Mail Tribune 100, March 10, 1919
The following news items were drawn from the archives of the Mail Tribune 100 years ago.
March 10, 1919
JURY REFUSES TO CINCH HENDRICKSON AS BOOTLEGGER
Considerable surprise was manifested in Justice Taylor’s court Saturday afternoon when after Prosecuting Attorney Roberts and those who heard the evidence against Roy Hendrickson, charged with selling a pint of whiskey to Aev Martin, thought that the state had made a sure case, the jury brought in a verdict of not guilty.
Night policeman Adams and Speed Cop McDonald testified that while they were in the police headquarters office Saturday night a week ago, Aev Martin entered and declared that he knew where he could buy a half pint of booze for $5. The officers thereupon furnished Martin with a marked $5 bill and he at once left to make the purchase. Fifteen minutes later Martin returned with the whiskey, and the officers hurried to a cigar store and placed Hendrickson under arrest and found the marked bill upon him. Martin told the officers that he was driven in a taxicab by Hendrickson to the Jackson street bridge where he paid over the money and was given the whiskey.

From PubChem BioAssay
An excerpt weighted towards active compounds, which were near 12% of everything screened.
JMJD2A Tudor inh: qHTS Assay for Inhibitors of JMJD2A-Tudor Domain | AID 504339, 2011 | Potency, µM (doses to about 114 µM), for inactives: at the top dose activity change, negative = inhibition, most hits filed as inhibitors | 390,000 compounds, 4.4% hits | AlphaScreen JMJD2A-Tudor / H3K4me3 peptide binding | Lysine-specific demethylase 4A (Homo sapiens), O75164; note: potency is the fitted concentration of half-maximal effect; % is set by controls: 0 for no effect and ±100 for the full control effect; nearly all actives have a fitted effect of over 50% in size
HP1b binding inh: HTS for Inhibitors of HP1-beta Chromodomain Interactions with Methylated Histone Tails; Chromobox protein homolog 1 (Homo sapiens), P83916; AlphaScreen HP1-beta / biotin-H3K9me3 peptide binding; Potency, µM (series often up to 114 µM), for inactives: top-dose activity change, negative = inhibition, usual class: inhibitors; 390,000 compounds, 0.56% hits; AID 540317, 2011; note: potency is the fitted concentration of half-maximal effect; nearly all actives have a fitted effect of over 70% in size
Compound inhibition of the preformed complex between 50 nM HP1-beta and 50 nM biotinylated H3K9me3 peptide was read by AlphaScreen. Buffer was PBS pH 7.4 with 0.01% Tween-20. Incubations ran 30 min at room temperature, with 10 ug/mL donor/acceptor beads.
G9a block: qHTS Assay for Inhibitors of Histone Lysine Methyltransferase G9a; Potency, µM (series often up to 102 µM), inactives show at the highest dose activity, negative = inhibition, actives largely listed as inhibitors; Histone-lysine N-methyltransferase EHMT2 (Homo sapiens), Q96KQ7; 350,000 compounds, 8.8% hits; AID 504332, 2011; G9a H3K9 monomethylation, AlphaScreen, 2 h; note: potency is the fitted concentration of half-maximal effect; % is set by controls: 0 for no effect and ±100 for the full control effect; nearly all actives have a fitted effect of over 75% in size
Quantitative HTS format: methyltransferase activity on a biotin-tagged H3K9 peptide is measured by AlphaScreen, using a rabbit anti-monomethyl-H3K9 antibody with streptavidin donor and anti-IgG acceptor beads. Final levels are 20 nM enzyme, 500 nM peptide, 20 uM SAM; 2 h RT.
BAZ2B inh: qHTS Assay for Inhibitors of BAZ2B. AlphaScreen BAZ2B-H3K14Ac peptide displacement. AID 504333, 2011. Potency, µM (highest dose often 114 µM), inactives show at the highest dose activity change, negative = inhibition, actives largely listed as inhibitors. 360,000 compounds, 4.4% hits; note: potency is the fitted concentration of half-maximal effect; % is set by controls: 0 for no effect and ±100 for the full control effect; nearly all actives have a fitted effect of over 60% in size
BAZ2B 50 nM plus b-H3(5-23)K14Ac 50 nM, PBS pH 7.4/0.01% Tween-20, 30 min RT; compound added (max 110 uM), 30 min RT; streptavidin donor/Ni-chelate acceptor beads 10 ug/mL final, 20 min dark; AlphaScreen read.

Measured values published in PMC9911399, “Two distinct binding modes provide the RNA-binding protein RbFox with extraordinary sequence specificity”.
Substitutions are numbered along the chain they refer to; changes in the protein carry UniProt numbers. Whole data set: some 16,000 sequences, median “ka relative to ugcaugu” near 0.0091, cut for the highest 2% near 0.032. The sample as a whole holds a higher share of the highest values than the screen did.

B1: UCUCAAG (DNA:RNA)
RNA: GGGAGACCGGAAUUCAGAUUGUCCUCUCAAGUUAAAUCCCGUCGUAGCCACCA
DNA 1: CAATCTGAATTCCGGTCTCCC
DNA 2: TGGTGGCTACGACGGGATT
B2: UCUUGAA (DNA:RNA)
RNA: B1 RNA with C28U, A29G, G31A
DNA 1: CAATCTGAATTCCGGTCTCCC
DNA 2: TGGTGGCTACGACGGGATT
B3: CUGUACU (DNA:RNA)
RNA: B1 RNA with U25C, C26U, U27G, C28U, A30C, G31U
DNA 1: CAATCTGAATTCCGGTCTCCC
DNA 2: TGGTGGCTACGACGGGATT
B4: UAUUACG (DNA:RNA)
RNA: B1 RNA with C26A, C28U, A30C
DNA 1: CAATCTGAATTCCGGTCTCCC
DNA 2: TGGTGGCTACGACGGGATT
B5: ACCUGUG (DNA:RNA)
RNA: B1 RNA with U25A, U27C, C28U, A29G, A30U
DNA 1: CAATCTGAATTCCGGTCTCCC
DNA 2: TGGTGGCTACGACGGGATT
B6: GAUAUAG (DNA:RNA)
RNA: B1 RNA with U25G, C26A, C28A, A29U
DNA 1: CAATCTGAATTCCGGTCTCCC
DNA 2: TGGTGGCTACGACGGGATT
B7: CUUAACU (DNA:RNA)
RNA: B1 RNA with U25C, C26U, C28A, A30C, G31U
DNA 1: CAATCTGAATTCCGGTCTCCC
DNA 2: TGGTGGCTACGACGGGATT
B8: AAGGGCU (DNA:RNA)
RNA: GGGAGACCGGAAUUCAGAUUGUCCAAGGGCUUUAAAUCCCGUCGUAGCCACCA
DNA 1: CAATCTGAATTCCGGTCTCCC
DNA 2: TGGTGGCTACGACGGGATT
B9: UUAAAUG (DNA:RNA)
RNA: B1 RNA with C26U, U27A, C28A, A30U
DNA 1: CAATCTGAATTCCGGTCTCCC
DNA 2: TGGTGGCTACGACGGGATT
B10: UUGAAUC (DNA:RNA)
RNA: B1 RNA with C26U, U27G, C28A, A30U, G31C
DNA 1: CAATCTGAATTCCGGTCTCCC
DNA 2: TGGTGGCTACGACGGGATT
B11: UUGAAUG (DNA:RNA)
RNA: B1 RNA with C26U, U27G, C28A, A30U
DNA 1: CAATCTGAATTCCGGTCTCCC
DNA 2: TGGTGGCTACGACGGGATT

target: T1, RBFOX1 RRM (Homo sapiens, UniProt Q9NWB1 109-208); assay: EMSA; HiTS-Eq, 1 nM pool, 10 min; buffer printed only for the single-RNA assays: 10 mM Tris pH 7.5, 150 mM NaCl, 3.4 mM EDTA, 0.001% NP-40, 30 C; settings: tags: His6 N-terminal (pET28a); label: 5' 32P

The testimony was corroborated in every particular by Martin on the witness stand, and H. R. Turpin, a taxi cab driver, who was subpoenaed by the state, and testified that he had taken the two men in his auto out to the bridge and back.
Adams and McDonald also testified that after his arrest Hendrickson admitted to them that he was representing another man in selling the whiskey, but refused to divulge his name.
On the witness stand Hendrickson made a complete denial of having sold the whiskey to Martin, and also denied the other allegations made, His attorney, Rawles Moore, placed H. C. Garnett and “Toggery Bill” on the witness stand and these two men declared that Aev Martin’s reputation for veracity was worthless. The attorney also brought out the fact that Martin had been sentenced to jail for non-support of his family. Ben and J. L. Gentry, cousins of Hendrickson, testified that they had been with him a large part of Saturday night and saw nor heard nothing of the alleged booze transaction. L. O. Coggins, also testified that he had taken a walk with Hendrickson that night an neither saw or heard of the booze affair.
The jury which returned the verdict was composed of Harry Lofland, C. J. Haas, J. W. Hockersmith, James Bolling, I. D. Bingham and Ernest White.